The Chinese University of Hong Kong has announced a premature end to the semester after two days of protester-police clashes on campus. Other universities also announced special term arrangements.
CUHK was the epicentre of fierce clashes on Tuesday as demonstrators and police fought for control of No. 2 bridge at the Sha Tin-based campus. Police on Wednesday said that officers had fired around 1,567 tear gas canisters, 1,312 rubber bullets, 380 bean bag rounds and 126 sponge grenades throughout the day, as protesters threw Molotov cocktails and bricks.
The university issued a statement on Wednesday evening saying that term 1 of 2019-20 school year had been shortened by over two weeks. It was originally scheduled to end on November 30.
“The safety of our students and colleagues is always the top priority of The Chinese University of Hong Kong,” a CUHK spokesperson said in a statement.
“In view of the escalation of social movements across the territory, the continuous disruption to public transport services, as well as the severe damage done to facilities on campus, The Chinese University of Hong Kong announces the shortening of Term 1 in this academic year 2019-20, and all classes including undergraduate and postgraduate conducted on campus are called off with immediate effect until the beginning of Term 2 on 6 January 2020.”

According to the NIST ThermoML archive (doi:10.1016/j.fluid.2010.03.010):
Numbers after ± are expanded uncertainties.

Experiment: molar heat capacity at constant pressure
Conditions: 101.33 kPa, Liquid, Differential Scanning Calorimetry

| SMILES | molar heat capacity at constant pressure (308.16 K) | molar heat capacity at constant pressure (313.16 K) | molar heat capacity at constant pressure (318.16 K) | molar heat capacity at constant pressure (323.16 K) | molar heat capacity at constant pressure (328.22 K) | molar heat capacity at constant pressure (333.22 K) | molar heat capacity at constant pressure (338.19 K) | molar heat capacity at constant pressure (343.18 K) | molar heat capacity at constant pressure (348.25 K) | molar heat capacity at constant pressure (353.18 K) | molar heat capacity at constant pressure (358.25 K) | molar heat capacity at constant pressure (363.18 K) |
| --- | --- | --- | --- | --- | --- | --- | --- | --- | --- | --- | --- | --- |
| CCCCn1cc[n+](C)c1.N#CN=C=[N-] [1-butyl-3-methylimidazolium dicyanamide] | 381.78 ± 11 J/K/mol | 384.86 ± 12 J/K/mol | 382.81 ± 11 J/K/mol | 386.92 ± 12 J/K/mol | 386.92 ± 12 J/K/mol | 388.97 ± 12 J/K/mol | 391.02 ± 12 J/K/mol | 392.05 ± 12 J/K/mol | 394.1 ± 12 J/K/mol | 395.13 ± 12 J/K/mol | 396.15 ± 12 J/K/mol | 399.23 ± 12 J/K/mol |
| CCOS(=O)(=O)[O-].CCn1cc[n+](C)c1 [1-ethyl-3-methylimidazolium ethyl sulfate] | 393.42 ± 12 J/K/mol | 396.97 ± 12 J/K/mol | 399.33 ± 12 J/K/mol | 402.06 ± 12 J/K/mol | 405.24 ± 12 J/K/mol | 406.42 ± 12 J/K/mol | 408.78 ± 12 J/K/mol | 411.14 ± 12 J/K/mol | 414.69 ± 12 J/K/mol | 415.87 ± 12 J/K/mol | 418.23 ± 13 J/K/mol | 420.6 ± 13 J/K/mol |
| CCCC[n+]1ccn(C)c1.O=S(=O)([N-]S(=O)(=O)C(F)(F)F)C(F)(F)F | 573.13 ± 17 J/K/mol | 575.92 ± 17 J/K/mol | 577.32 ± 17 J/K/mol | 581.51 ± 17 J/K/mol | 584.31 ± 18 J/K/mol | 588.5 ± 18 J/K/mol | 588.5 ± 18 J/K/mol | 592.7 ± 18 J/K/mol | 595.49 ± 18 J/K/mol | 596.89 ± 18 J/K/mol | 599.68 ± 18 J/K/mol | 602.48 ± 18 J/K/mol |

“Detailed arrangements about assessment and learning support for all first-term courses will be worked out by a University Task Force,” it added.
The unrest on Tuesday followed a citywide strike the day before which brought parts of Hong Kong to a halt as MTR stations closed and multiple roadblocks were erected. Masked groups remained in CUHK on Wednesday.
Hong Kong Baptist University said all on-campus face-to-face sessions are to be suspended until the end of the semester, while classes and exams will be conducted online.
“Students’ safety is our number one concern while teaching and learning is our primary mission,” it said in a statement. “The above arrangements ensure that we deliver the above in a manner that minimises the interruptions to students’ learning.”
The Hong Kong University of Science and Technology also decided to suspend classes for the rest of the week. Next week’s classes are to be conducted online and students will not have to return to the campus for the rest of the semester, it said, adding that details about exams will be issued at a later date.
The University of Hong Kong said it had decided to suspend all classes for the rest of the week, however, offices will remain open. The school added it will inform students and staff over the weekend about class and work arrangements for the coming week.
Hong Kong Shue Yan University also said it had decided to suspend all classes from Wednesday to Saturday owing to possible traffic disruptions.
“The University urges all students and staff to stay away from violence and danger,” it said.
Hong Kong has been shaken by 24 weeks of protests triggered by a now-withdrawn extradition bill which would have enabled fugitive transfers to mainland China. The movement has evolved into calls for democratic reform and accountability for the police handling of the crisis, as well as other demands.
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